Hydrofoiling to the oasis

Andre Penna takes a solo journey into the shifting sands and lagoons of the Lençois Maranhenses


Andre Penna is one of the lead guides for Surfin Sem Fim – a company that runs downwind adventures along the coast of Ceará in northeastern Brazil. In his downtime, he explores the coastline, seeking out new adventures and discovering hidden gems along the SSF downwinder routes. Last year, he kited from Atins to the Lençois Maranhenses national park to explore its shifting sands and hidden lagoons.



Words: Andre Penna

2017 was a special year for me. After some very enjoyable expeditions, I headed north to my work as a downwinder guide for Surfin Sem Fim. As the season progressed, I found myself with some days off between the routes. To make use of the time, I decided to visit the oases tucked away in the Lençois Maranhenses.

Back in 2014, I crossed this desert on foot. It was three long days of walking, and the return to Atins by car and boat was slow and tiresome. This time I chose to use my kite and hydrofoil board as my means of transportation. Going by kite would be less tiresome, reduce the distance that I would have to travel on foot, and eliminate the return by car or boat. 


I would do the whole thing using just the energy of my own body and the wind. 


And so I left Atins flying along on my hydrofoil, a small pack on my back, my body totally covered for protection from the sun — and feeling that little quiver in my stomach that I get whenever I take off for a solo adventure.

I kited downwind along a long beach for about 30 km, using my GPS to find the point closest to the first oasis, where I would start my walk. I landed in front of an abandoned barraca (fisherman’s hut). It was the perfect place to stash my kite gear and strike out for the interior (this is essential as carrying it wasn’t an option and kiting is forbidden in this area without a permit).

I found the lid of a plastic barrel that I was able to use as a shovel, and I dug a hole about the size of a person. I could have buried a body there! I covered my equipment with sand and tied one end of a kite line to the buried gear and the other end to a pole of the barraca. The sands of the Lençois are famous for being alive; they swallow all sorts of things, never to be seen again.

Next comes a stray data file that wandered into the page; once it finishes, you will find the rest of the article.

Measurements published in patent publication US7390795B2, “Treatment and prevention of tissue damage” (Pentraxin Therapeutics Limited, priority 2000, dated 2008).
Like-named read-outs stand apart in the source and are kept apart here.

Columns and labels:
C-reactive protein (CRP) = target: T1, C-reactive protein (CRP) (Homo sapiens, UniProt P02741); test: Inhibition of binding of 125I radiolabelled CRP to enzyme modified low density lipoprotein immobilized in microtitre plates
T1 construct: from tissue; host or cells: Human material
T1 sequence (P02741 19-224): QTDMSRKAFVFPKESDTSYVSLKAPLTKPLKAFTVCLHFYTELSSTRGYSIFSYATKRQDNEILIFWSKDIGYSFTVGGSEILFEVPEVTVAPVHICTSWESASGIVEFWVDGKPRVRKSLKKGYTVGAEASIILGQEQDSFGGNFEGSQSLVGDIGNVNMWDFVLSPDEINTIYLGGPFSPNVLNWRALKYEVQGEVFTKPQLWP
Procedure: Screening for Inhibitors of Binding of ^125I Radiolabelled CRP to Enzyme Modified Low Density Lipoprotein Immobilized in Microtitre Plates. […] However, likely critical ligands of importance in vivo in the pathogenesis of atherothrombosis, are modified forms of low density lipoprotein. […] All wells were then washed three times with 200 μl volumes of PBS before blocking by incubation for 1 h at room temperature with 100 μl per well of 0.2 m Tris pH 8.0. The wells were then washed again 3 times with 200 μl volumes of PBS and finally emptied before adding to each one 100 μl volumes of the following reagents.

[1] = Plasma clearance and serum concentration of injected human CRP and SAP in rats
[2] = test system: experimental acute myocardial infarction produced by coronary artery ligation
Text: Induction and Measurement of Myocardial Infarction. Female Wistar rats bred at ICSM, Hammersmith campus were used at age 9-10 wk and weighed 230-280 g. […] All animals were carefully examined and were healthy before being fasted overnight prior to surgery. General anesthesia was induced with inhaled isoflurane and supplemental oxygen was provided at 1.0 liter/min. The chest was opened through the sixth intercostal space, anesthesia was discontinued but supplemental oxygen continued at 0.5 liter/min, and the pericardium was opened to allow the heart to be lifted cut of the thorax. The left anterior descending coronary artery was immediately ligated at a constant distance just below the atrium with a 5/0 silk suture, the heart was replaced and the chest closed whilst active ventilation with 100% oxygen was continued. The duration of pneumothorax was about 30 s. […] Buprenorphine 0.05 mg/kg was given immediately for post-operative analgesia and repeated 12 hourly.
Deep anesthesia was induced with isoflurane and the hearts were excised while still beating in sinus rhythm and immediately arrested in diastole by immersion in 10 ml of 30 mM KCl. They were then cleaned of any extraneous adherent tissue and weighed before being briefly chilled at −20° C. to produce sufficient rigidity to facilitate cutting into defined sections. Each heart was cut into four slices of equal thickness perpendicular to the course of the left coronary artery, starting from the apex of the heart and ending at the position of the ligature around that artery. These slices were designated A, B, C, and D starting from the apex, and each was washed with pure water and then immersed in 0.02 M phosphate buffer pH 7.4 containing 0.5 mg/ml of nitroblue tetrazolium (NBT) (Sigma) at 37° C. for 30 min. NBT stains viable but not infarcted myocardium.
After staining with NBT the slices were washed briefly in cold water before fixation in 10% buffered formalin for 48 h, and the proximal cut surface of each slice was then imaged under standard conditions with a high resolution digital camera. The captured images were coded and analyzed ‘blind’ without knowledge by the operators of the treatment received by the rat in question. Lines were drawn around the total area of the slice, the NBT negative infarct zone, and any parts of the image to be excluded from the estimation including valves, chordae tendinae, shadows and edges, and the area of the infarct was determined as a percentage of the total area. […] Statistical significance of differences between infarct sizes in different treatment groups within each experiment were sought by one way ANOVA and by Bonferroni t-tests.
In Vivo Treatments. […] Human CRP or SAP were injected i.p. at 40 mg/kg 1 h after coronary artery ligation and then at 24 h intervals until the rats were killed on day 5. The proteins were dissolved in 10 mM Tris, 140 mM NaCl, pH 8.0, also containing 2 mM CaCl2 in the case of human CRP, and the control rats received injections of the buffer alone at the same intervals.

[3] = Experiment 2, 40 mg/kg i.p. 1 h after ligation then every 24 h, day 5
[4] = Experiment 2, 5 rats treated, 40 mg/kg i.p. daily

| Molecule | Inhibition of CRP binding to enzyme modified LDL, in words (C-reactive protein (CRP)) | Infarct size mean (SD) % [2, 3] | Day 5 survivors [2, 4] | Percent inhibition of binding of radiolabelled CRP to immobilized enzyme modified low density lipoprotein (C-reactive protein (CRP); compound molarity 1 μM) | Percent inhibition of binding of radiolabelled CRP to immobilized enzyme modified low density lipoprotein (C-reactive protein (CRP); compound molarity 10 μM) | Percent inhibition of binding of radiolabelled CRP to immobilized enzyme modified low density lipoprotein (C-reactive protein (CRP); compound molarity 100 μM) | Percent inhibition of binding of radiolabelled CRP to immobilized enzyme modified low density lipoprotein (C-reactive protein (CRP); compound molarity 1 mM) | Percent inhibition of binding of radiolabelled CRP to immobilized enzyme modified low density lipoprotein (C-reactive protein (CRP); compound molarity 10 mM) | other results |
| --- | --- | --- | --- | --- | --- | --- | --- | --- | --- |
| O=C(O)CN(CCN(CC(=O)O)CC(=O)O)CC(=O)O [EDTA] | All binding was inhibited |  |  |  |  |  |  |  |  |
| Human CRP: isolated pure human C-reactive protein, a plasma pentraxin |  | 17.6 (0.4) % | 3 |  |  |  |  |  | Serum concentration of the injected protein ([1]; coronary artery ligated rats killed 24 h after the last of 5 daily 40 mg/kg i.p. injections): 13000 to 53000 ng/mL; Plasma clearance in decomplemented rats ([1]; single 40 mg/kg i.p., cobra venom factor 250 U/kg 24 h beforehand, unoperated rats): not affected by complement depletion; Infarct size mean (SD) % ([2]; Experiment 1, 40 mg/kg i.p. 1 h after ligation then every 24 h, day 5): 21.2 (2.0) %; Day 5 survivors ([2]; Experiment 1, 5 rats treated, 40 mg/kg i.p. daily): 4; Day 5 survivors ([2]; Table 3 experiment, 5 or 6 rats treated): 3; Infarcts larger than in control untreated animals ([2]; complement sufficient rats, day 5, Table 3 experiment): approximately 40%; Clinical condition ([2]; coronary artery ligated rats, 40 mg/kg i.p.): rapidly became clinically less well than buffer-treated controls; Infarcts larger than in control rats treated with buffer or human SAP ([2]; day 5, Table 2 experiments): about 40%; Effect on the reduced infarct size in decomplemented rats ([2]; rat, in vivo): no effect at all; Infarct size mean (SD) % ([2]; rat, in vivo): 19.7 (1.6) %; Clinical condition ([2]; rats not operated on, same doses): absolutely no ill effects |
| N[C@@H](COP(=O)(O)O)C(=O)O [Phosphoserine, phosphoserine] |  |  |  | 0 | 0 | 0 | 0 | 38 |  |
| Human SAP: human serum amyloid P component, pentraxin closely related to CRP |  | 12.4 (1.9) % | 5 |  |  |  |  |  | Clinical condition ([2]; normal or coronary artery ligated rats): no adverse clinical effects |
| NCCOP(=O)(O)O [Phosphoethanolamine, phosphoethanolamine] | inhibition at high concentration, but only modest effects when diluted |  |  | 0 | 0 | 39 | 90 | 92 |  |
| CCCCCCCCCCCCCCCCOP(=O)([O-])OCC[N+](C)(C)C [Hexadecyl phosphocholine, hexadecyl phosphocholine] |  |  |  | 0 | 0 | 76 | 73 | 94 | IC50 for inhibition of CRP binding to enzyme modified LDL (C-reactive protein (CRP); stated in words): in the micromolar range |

After marking the point in my GPS and took off on foot like a vagabond with my pack. I walked from lagoon to lagoon, stopping at each of them to cool off in the clear water. The rhythm of the Lençois: climb a dune, descend a dune, wade across a pool of fresh water. I was constantly searching for the best route through the dunes, tiny mountains of sand.




The feeling of being alone in the midst of that immensity is hard to describe, a sort of spiritual experience. The infinite space, the silence, the movement of the sand with the wind, and all that fresh, clear water really moved me.


I spent three days walking by myself, sleeping each night in my hammock with the villagers of the oases. One house where I had slept on my last visit was gone, swallowed by the relentless living dunes which never cease to move.

At the end of the third day, I returned with some apprehension to the place where I had buried my gear, which was of course my way of getting back to my starting point. I went straight to the old post where I had tied my kite line, and followed the line to my equipment. I unearthed my treasure — intact but full of sand.

I walked the 500 meters back to the shore, slowly prepared myself for a day of kiting, and made a little breakfast while sitting there on a small cliff of black clay.

The way back made for an interesting sail. The hydrofoil allows me to point upwind much more sharply than with any other type of board. For the first stretch I managed to make 20km going along parallel the beach. At one point I crossed paths with a large group of kiters making their way downwind, who were all quite surprised to see this crazy guy cruising along in the wrong direction!

Arriving in river mouth at Atins, I made a final tack and landed at the beautiful Vila Guará hotel. All in all, the return was 30km upwind, which took me about two hours of kiting. I was floating — three days with my feet on the earth, no phone, no internet, just me, the sand, wind, water, and the sky. 


This sort of remarkable journey makes me feel like a very rich person, a millionaire in experiences! Everyday I fall more in love with this corner of the planet. Thank you God, and thanks to the north of Brazil and to the Maranhão!


Next place to explore? The amazon!

Andre would like to thank Surfin Sem Fim, Wöllner, Vila Guará and Atins Kite Boarding for making this mission possible. 



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